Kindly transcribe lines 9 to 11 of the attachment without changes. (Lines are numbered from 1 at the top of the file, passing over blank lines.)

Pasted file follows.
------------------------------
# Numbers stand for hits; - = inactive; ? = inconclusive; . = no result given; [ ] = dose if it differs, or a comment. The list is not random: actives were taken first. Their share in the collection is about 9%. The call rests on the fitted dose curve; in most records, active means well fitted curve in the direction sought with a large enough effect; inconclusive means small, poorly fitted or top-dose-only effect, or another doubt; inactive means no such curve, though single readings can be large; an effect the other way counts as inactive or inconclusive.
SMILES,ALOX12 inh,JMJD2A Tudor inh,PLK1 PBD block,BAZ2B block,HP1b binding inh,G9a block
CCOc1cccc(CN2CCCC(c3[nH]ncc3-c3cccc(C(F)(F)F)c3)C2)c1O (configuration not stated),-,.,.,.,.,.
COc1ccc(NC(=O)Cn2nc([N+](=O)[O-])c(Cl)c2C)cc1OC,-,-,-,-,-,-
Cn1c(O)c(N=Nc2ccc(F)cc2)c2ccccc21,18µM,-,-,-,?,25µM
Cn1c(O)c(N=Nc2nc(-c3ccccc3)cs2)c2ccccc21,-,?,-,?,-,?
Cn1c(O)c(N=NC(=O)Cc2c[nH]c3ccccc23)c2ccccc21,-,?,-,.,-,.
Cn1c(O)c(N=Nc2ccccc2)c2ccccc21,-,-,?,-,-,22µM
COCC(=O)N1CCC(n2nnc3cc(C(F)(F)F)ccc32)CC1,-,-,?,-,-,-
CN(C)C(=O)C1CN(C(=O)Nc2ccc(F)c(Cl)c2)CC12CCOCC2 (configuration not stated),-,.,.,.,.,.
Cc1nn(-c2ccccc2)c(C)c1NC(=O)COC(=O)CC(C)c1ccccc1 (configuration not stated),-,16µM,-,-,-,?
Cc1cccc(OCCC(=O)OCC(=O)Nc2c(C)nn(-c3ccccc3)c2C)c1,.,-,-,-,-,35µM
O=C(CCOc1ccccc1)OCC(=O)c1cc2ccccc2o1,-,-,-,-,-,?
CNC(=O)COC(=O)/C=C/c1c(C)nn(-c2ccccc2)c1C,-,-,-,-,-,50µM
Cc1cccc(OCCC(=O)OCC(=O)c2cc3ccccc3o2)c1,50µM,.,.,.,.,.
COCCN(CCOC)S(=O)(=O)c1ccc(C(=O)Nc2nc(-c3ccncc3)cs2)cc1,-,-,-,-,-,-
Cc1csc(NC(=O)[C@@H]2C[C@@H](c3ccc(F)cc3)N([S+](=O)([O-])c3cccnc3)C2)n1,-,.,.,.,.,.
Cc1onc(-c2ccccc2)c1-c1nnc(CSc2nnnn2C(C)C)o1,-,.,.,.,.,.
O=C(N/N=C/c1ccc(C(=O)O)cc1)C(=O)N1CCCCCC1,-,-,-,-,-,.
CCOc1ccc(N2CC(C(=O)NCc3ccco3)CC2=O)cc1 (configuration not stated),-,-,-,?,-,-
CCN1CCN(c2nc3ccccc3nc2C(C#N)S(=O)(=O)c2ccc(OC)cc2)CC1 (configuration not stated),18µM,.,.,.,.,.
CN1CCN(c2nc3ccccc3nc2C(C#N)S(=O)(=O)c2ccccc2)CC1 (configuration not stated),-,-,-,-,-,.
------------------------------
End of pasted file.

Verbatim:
COCC(=O)N1CCC(n2nnc3cc(C(F)(F)F)ccc32)CC1,-,-,?,-,-,-
CN(C)C(=O)C1CN(C(=O)Nc2ccc(F)c(Cl)c2)CC12CCOCC2 (configuration not stated),-,.,.,.,.,.
Cc1nn(-c2ccccc2)c(C)c1NC(=O)COC(=O)CC(C)c1ccccc1 (configuration not stated),-,16µM,-,-,-,?